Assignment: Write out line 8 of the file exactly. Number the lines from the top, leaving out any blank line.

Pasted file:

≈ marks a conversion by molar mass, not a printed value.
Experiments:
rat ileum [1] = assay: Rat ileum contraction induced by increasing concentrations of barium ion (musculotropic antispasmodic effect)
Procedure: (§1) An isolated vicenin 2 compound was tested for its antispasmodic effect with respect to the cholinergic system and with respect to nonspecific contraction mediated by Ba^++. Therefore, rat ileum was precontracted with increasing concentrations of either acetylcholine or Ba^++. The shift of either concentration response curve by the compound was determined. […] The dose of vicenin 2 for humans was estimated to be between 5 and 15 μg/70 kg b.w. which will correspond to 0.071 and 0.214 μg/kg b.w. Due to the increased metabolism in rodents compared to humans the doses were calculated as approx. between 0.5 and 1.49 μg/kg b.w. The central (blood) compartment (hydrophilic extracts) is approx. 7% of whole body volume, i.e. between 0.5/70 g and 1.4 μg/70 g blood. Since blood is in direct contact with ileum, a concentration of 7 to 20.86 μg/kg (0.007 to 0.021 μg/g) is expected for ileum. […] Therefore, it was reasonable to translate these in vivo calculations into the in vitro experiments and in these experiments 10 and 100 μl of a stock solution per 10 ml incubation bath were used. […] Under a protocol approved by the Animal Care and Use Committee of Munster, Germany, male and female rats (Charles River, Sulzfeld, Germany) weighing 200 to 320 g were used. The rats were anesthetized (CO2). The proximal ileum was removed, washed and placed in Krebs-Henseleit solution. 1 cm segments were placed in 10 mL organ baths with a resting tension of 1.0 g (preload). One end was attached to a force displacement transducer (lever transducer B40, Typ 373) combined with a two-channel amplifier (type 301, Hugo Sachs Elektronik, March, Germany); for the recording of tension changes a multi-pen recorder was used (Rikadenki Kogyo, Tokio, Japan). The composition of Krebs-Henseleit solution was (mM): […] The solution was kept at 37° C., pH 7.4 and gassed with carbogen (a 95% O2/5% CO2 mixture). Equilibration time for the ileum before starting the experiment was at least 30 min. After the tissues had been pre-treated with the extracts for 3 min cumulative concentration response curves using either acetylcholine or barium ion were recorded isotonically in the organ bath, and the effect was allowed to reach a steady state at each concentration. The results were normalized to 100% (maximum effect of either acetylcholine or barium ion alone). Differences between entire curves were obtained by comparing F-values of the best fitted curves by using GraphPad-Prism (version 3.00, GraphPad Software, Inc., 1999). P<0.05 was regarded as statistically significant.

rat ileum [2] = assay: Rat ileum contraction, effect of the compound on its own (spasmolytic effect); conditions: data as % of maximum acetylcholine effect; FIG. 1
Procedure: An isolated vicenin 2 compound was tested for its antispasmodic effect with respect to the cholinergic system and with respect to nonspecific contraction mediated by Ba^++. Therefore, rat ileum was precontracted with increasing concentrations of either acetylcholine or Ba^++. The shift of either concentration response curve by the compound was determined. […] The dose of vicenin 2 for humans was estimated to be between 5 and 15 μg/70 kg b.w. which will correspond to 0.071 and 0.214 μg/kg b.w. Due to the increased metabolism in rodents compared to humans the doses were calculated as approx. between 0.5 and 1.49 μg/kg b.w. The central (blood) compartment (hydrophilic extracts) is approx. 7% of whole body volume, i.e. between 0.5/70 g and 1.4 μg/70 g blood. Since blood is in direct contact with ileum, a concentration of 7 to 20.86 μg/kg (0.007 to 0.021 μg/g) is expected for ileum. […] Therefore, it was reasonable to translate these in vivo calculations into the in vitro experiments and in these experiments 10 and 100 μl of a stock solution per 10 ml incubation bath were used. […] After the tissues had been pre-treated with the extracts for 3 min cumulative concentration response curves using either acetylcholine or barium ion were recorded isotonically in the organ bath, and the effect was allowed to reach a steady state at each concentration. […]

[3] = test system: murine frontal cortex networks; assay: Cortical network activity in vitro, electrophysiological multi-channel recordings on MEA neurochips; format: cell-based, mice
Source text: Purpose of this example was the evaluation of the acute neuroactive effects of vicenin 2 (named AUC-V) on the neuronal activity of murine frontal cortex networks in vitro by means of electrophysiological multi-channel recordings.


Source text: Purpose of this example was the evaluation of the acute neuroactive effects of vicenin 2 (named AUC-V) on the neuronal activity of murine frontal cortex networks in vitro by means of electrophysiological multi-channel recordings.